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Friday, June 21, 2024
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Keeping the faith in sports

Sideline Scholars

Walking out of Stabler Arena after AU's crushing 59-57 loss at Lehigh in Sunday's Patriot League Men's Basketball championship, I knew the drive back to AU would be long, lonely and depressing.

I'm a writer - not a player, a coach, a manager or a member of the athletics department. But having covered the team for the last two years, I couldn't help but hurt for them.

I hurt for junior forward Matej Cresnik, whose desperate 30-footer just missed. I ache for senior guard Andres Rodriguez, who ended his career with an incredible game-ending performance that was muffled by the loss. I grieve for head coach Jeff Jones, who revived an AU program that sank in the doldrums throughout the 1990s, yet for a third straight year fell just one game short of stamping his legacy on the program.

In my heart, I figured the Eagles were slight underdogs on Sunday. Slight enough to come excruciatingly close to winning and getting to their first NCAA tournament. Slight enough to suffer the same misery a lot of teams have experienced this past week.

There was the Big West final the night before, where sixth-seeded Cal State-Northridge also came within a last-second three-pointer of its first tournament bid. There was 11th-seeded Villanova flying into the semifinals of the Big East tournament with dreams of the Dance, only to get stomped into the NIT by Connecticut. And don't forget George Mason, the Colonial Athletic Conference third seed, losing to Virginia Commonwealth in the finals by a foul shot with 1.6 seconds left and the score tied at 54.

I drove around trying to find I-78 and wondered why championship week was so cruel to the Eagles, and to a lot of other teams that just wanted one slice of the 65-piece pie. I wondered why a week bringing joy to little guys like Valparaiso or Monmouth, seemingly every year, so savagely brings pain to even littler guys like IUPUI or Central Connecticut State. In that light, it's hard to understand why I ever got my hopes up.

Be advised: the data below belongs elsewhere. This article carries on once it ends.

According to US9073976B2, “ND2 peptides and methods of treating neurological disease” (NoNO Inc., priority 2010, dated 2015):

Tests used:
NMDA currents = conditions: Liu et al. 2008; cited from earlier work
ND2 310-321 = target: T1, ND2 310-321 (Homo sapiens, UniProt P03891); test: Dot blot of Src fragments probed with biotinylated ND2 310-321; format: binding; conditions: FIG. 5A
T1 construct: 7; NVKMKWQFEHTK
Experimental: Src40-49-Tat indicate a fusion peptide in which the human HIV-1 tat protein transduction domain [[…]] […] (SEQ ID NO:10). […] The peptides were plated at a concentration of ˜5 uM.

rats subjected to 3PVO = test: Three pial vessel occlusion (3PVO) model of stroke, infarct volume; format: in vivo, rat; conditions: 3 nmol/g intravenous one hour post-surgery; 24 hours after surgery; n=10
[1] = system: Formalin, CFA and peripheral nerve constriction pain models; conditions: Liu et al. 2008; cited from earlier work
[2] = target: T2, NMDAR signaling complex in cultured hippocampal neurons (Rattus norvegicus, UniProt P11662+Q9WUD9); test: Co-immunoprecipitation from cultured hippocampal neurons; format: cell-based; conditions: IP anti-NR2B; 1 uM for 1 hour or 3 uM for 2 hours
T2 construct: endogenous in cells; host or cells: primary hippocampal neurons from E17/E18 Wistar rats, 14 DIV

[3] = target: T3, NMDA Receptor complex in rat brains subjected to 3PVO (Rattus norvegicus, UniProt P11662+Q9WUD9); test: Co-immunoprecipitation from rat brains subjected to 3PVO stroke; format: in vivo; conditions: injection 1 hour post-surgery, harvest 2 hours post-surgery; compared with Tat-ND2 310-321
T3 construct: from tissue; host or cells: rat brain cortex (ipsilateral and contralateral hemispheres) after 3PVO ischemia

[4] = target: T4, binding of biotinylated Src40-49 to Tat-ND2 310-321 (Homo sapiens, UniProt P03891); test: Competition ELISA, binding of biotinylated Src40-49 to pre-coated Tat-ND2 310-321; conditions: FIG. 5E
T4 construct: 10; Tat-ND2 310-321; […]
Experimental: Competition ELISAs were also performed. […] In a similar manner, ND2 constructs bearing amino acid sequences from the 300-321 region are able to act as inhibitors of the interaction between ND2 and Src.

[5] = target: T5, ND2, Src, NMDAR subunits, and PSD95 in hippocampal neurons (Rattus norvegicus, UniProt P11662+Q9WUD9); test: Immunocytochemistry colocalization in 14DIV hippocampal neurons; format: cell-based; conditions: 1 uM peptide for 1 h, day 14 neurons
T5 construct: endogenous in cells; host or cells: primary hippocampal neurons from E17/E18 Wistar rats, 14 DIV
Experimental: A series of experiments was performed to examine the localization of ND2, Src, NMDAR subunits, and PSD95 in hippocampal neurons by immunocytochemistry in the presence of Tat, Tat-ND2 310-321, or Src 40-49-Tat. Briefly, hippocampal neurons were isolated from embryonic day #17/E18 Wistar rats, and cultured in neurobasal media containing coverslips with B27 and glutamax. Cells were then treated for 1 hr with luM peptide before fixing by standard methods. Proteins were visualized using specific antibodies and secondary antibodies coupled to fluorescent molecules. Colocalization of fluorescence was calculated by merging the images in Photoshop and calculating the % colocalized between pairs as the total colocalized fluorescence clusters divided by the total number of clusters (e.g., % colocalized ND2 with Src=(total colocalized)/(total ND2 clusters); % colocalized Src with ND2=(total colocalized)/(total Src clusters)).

Driving toward Allentown, Pa. from neighboring Bethlehem, I did the only thing I could to escape my depression - I dialed another game up on the radio.

In it, Maryland, my second favorite college team, trailed Duke by 12 points in the Atlantic Coast Conference final. About three minutes remained, and the top seeded Blue Devils looked headed to their sixth straight conference title. I expected nothing less than for Duke to win, running away from the inexperienced Terrapins, who finished sixth in the regular season. It would've fit with the rest of the heartbreaking week.

But the Terrapins, who had no business in the final, closed the gap in the final minutes of regulation. Duke guard J.J. Redick, who usually hits huge shots, missed an open three-pointer at the buzzer to win, sending the game to overtime. There, Maryland pulled away for the improbable 95-87 win, and its first ACC championship in 20 years.

As I listened driving down the interstate, I edged off my seat and moved closer to the pedals. With the energy and enthusiasm I'd suppressed while covering AU's game, I cheered every Terrapin make and taunted every Duke miss. When Redick missed, I knew something special was afoot. And when the buzzer sounded, I grinned ear to ear.

Through Harrisburg and Gettysburg, Pa., and Frederick, Md., I still mourned the death of AU's season. But Maryland's win eased the greater pain, when no relief was in sight.

Brackets permit only one team to win its final game, so most of the time, your heart gets broken. But now and then, you're that lucky team. And once in a great while, its win when its not supposed to. The joy is so pure and so full that the pain of decades is erased with one sounding of the buzzer. All of a sudden, the suffering in future decades doesn't seem so bad.

It didn't happen for AU this year. But someday it will. And it might be expected, or it might fall out of the sky. Either way, the tears shed from that one day of joy could drown a century's worth of sorrows.

As the semester comes to an end and one of the founding members leaves American University, Section 202 has decided to take a trip down memory lane. For our fans, old and new, who are wondering how Section 202 came to be, this episode is a must. Listen along as hosts Connor Sturniolo and Liah Argiropoulos reminisce about the beginning of Section 202 and how it got to where it is now.

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